Hone your skills in the development of compelling long and short form documentaries.
There are no available registration dates at this time.
This one-week workshop is for independent filmmakers, PBS, cable, business and network producers, historians and researchers, who want to improve their skill in developing and making professional long and short documentaries for television, the web and business. The class includes hands on experience in interviewing, lighting, pitching, editing, backdrops, locations and more. We screen and critique a diverse variety of documentary work for style, content, point-of-view, and production values.
The workshop covers funding, producing, directing, editing, copyright, archives, rights, research methods, budgets, story structure, interviewing, music, distribution, and how to position a project for national broadcast, foreign sales and internet distribution. Students have the opportunity to research local stories, shoot interviews, and edit a short segment for presentation and critique. Students may also bring their previously produced work for review.
Image Credit: Amanda Piela, Header Image Credit: Devin Altobello
Instructor: Lawrence Hott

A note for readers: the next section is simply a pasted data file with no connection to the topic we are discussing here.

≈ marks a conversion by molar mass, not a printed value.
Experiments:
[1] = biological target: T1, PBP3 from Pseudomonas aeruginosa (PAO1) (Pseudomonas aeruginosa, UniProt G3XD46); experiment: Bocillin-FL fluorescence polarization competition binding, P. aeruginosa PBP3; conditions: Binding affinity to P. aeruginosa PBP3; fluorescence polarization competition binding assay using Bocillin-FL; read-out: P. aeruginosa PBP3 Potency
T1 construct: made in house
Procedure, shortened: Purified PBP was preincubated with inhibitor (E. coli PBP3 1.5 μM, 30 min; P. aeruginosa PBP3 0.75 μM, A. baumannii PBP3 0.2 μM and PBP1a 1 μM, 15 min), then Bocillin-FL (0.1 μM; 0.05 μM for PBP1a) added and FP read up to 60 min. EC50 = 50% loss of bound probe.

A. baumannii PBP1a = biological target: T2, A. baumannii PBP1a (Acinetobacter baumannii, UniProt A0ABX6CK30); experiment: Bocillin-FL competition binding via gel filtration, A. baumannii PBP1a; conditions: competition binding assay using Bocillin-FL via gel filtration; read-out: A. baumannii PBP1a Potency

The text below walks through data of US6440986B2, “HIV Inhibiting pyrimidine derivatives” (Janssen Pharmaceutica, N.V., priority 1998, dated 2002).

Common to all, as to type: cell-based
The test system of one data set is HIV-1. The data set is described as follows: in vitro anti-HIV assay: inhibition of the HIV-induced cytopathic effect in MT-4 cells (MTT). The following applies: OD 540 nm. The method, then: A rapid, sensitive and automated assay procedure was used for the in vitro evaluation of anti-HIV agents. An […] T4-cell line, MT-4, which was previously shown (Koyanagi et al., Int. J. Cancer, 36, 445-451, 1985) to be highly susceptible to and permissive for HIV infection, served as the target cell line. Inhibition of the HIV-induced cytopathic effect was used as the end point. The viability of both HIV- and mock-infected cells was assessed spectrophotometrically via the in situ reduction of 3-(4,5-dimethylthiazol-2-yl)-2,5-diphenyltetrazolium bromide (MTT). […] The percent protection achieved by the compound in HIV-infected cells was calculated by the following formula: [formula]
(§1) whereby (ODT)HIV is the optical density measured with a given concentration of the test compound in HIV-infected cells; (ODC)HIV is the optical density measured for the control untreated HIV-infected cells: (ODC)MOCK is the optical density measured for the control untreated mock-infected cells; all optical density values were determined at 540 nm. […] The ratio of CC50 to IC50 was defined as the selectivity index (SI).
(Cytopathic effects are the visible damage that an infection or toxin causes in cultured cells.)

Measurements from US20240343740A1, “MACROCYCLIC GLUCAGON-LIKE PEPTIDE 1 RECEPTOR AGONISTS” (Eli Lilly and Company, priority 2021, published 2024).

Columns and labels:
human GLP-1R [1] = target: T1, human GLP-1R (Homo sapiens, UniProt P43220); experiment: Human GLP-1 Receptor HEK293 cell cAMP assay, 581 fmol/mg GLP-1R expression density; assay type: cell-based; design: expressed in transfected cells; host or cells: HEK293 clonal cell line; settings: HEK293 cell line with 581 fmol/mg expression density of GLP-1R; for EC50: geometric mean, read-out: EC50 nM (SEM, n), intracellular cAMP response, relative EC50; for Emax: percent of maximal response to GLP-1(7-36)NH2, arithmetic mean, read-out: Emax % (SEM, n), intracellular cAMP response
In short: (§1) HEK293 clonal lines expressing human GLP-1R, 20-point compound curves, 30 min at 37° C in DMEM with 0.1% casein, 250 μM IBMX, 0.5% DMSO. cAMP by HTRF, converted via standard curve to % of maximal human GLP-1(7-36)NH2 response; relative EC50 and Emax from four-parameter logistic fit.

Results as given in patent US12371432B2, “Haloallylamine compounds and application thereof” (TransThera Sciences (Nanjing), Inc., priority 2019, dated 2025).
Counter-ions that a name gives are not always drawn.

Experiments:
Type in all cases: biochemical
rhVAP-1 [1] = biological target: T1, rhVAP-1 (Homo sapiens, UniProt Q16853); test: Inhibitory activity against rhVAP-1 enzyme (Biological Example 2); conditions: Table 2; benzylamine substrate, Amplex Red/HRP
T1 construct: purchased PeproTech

Lawrence Hott has been producing documentary films since 1978, when he left the practice of law to join Florentine Films. His awards include an Emmy, two Academy Award nominations, a George Foster Peabody Award, the duPont-Columbia Journalism Award, the Erik Barnouw Award, five American Film Festival Blue Ribbons, fourteen CINE Golden Eagles, screenings at Telluride and first-place awards from the San Francisco, Chicago, National Educational, and New England Film Festivals. Hott was the Fulbright Fellow in Film and Television in the United Kingdom in 1994. He received the Humanities Achievement Award from the Massachusetts Foundation for the Humanities in 1995; a Massachusetts Cultural Council/Boston Film and Video Foundation Fellowship in 2001; and the Rosalynn Carter Fellowship for Mental Health Journalism in 2001. He has been on the board of non-fiction writers at Smith College and has served as a panelist for the National Endowment for the Humanities, the Massachusetts Cultural Commission, and the Massachusetts Foundation for the Humanities. He is a member of the Academy of Motion Picture Arts Sciences. His films for national PBS broadcast include Through Deaf Eyes, American Masters: John James Audubon: Drawn From Nature, Niagara Falls, The Return of the Cuyahoga, Imagining Robert, The War of 1812, The Warrior Tradition, Frederick Law Olmsted: Designing America, Rising Voices/ Hótȟaŋiŋpi : The Revitalization of the Lakota Language, SciTech Band: Pride of Springfield, and North America By Design: A Series of Five Short Films for the Library of American Landscape History.